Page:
Arab-American Coffee Pot

The brewing of very strong coffee steamed from freshly pulverized beans is a universal form of hospitality among Arab-speaking peoples in the Middle East and neighboring Mediterranean as well as among those from that region who settled in the United States. Indeed, the first coffee available in Europe in the 18th century originated from Turkey. Two of the most treasured objects carried by migrants—whether Bedouins traversing desserts of the Middle East or Lebanese immigrants arriving in the United States on word of money made by Syrian traders at worlds fairs held in Philadelphia in 1876 and Chicago in 1893—were the coffee grinder and the coffee maker.
Neighborhood coffee houses and national chains have been offering an increasing variety of flavorful strong-brewed espresso drinks since the 1990s, so it may be forgotten that there was a time when coffee offered by grocers, restaurants, and at home was weak, watery, and overcooked. Those planning to immigrate to the United States one hundred years ago were likely forewarned to bring their own coffee-making implements and beans as they planned their trips. This long-stemmed pot was carried by Nellie Bourazak’s mother from Zahle, a large Christian market town in Mount Lebanon, Syria, to Peoria, Illinois some time in the 1890s. It was handcrafted by a local silversmith, possibly as a parting gift from friends. Held over an open fire, it brewed one cup at a time to meet individual tastes as requested by guests. Served at the beginning and the end of meals, the ground coffee was combined with ground cardamom, brought to high boil, then simmered at low heat for a few minutes. The aroma shared over lively leisuretime conversation was a welcome part of the preparation ritual.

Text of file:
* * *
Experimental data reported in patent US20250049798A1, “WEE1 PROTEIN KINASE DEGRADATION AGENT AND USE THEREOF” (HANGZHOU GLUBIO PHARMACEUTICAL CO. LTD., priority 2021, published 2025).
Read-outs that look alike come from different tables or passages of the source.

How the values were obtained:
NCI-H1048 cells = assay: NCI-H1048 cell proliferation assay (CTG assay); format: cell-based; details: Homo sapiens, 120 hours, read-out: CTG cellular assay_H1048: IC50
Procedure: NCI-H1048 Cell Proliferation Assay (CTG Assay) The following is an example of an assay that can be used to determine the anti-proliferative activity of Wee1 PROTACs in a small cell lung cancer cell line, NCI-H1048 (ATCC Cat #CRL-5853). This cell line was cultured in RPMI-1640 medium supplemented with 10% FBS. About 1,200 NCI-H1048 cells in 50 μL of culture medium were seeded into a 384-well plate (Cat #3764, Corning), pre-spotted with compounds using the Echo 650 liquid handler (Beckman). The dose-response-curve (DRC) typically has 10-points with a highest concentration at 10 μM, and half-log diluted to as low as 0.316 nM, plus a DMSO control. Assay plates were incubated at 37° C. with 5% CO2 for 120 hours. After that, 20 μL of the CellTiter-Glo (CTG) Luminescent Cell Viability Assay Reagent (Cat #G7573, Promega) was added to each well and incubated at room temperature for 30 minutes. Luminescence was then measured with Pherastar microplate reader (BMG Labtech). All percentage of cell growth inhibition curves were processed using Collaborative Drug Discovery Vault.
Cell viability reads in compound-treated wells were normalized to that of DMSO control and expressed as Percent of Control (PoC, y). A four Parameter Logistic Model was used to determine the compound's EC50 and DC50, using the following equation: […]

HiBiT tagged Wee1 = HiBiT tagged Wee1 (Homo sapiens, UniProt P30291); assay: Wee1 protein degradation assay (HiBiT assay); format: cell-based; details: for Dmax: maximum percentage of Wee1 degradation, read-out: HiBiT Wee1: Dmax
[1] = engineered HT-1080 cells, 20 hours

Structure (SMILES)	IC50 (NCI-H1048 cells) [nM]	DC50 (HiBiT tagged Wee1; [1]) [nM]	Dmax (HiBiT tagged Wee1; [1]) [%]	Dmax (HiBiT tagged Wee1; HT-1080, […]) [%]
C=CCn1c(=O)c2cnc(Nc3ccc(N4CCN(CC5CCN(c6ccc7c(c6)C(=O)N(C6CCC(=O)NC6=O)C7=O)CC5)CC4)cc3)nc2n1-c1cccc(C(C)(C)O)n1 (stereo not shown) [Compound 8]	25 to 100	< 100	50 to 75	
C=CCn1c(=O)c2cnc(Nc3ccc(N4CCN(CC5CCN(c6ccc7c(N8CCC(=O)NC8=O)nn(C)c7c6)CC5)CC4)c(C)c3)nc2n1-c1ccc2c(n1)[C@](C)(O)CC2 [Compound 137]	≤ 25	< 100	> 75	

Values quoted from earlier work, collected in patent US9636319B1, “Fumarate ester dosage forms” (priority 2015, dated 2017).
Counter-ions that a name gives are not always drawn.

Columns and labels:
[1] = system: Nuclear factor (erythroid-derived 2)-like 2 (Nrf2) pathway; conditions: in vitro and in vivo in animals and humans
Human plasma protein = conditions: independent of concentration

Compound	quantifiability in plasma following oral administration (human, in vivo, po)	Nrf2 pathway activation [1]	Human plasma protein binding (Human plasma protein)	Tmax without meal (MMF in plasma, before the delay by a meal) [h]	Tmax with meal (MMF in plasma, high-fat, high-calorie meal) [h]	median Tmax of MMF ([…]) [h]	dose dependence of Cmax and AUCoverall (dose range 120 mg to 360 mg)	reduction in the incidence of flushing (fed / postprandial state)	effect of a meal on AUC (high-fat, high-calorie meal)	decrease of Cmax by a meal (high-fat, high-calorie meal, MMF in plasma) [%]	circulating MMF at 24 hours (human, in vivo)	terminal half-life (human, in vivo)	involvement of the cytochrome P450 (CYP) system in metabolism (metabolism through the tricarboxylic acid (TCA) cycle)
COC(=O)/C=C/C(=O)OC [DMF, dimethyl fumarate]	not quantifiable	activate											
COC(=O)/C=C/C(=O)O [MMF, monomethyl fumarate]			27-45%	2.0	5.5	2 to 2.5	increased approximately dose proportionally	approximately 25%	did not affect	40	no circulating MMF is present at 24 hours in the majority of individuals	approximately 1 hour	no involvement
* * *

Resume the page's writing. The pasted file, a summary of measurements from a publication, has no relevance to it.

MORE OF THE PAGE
Currently not on view
Object Name
Date made
Physical Description
brass (part material)
silver (part material)
wood (handle material)
overall: 18 cm x 26 cm x 12 cm; 7 1/16 in x 10 1/4 in x 4 3/4 in
Place Made
Al-Lubnān: Al-Biqā`, Zahlah
ID Number
accession number
catalog number
Cultures & Communities
Family & Social Life
Food Culture
Artifact Walls exhibit
See more items in
Home and Community Life: Ethnic
Artifact Walls exhibit
Data Source
National Museum of American History, Kenneth E. Behring Center
Credit Line
Faris and Yamna Family Arab-American Collection

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